Taylor Swift gave a huge donation to Louisiana and urged others to help, too.

'The wonderful fans there made us feel completely at home.'

Taylor Swift is one of the millions of Americans watching with a heavy heart as floods devastate regions of the Deep South.

By some measures, the recent flooding in Louisiana has simply been unprecedented.

Photo by Joe Raedle/Getty Images.


That's why, on Aug. 16, Swift stepped up to the plate to do her part in helping those down South who need it most.

Swift gave a hefty donation toward flood relief efforts in the Pelican State totaling $1 million, The Associated Press reported.

"The fact that so many people in Louisiana have been forced out of their own homes this week is heartbreaking," Swift said in a statement.

Photo by Alberto E. Rodriguez/Getty Images for GLAAD.

"We began The 1989 World Tour in Louisiana," the singer explained of her donation. "And the wonderful fans there made us feel completely at home."

Swift's gift will go toward a worthy cause, seeing as the damage and despair has been almost surreal.

Roughly 30,000 people had been rescued from the dangerous rising waters brought on by heavy rains, according to state officials. At least 11 people have lost their lives.

The exact number of missing persons is still unknown, Gov. John Bel Edwards told The New York Times, and the state is very much still in a state of emergency.

Photo by Brendan Smialowski/AFP/Getty Images.

"It’s like a hurricane," Louisianan Kathryn Morgan told The New York Times. "But without any warning."

One encouraging bit of news under such dark circumstances is the fact that Swift is not alone in her quest to make a difference.

Volunteers from across the country — from South Carolina and Florida to Michigan and California — have flocked to the devastated regions to lend a helping hand as aid groups aim to pour millions in funding toward recovery efforts.

Photo by Joe Raedle/Getty Images.

"We're not built to handle these kinds of situations by ourselves," Bill Haynes, a Red Cross volunteer and retiree from South Carolina told WYFF News 4.

It's a sentiment shared by Swift.

"I encourage those who can to help out and send your love and prayers their way during this devastating time," the singer noted.

Done and done, Taylor.

Here are a few ways you can help out those who need it most in Louisiana.

More

If you're a woman and you want to be a CEO, you should probably think about changing your name to "Jeffrey" or "Michael." Or possibly even "Michael Jeffreys" or "Jeffrey Michaels."

According to Fortune, last year, more men named Jeffrey and Michael became CEOs of America's top companies than women. A whopping total of one woman became a CEO, while two men named Jeffrey took the title, and two men named Michael moved into the C-suite as well.

The "New CEO Report" for 2018, which looks at new CEOS for the 250 largest S&P 500 companies, found that 23 people were appointed to the position of CEO. Only one of those 23 people was a woman. Michelle Gass, the new CEO of Kohl's, was the lone female on the list.

Keep Reading Show less
Business

How much of what we do is influenced by what we see on TV? When it comes to risky behavior, Netflix isn't taking any chances.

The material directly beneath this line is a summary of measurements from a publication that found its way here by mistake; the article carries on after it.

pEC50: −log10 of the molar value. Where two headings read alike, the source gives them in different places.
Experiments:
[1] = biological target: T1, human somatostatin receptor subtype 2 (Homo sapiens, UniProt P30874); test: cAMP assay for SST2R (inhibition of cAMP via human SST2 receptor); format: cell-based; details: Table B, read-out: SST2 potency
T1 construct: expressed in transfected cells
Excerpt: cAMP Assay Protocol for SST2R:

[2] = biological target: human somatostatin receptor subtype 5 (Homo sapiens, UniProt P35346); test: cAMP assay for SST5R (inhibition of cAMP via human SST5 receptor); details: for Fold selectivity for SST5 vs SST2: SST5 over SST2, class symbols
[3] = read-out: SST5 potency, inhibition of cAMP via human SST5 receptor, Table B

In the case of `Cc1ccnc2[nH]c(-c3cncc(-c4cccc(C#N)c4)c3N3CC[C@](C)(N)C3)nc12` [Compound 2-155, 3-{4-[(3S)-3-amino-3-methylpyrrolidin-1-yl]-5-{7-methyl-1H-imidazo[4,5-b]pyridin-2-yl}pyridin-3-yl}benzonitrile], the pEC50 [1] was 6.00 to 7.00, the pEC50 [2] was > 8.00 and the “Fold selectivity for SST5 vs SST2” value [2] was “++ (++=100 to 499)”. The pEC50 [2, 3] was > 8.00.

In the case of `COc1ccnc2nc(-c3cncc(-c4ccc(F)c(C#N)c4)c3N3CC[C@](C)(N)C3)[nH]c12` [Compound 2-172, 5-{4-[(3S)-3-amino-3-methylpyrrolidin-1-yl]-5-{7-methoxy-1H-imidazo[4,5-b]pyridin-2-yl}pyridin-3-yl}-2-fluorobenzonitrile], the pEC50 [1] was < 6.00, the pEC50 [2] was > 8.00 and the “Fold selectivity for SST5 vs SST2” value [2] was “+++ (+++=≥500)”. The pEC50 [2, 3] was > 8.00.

After receiving a lot of heat, the streaming platform is finally removing a controversial scenedepicting teen suicide in season one of "13 Reasons Why. The decision comes two years after the show's release after statistics reveal an uptick in teen suicide.

"As we prepare to launch season three later this summer, we've been mindful about the ongoing debate around the show. So on the advice of medical experts, including Dr. Christine Moutier, Chief Medical Officer at the American Foundation for Suicide Prevention, we've decided with creator Brian Yorkey and the producers to edit the scene in which Hannah takes her own life from season one," Netflix said in a statement, per The Hollywood Reporter.

Keep Reading Show less
Culture

At Trump's 'Social Media Summit' on Thursday, he bizarrely claimed Arnold Schwarzenegger had 'died' and he had witnessed said death. Wait, what?!


He didn't mean it literally - thank God. You can't be too sure! After all, he seemed to think that Frederick Douglass was still alive in February. More recently, he described a world in which the 1770s included airports. His laissez-faire approach to chronology is confusing, to say the least.

Keep Reading Show less
Democracy

Words matter. And they especially matter when we are talking about the safety and well-being of children.

While the #MeToo movement has shed light on sexual assault allegations that have long been swept under the rug, it has also brought to the forefront the language we use when discussing such cases. As a writer, I appreciate the importance of using varied wording, but it's vital we try to remain as accurate as possible in how we describe things.

There can be gray area in some topics, but some phrases being published by the media regarding sexual predation are not gray and need to be nixed completely—not only because they dilute the severity of the crime, but because they are simply inaccurate by definition.

One such phrase is "non-consensual sex with a minor." First of all, non-consensual sex is "rape" no matter who is involved. Second of all, most minors legally cannot consent to sex (the age of consent in the U.S. ranges by state from 16 to 18), so sex with a minor is almost always non-consensual by definition. Call it what it is—child rape or statutory rape, depending on circumstances—not "non-consensual sex."

Keep Reading Show less
Culture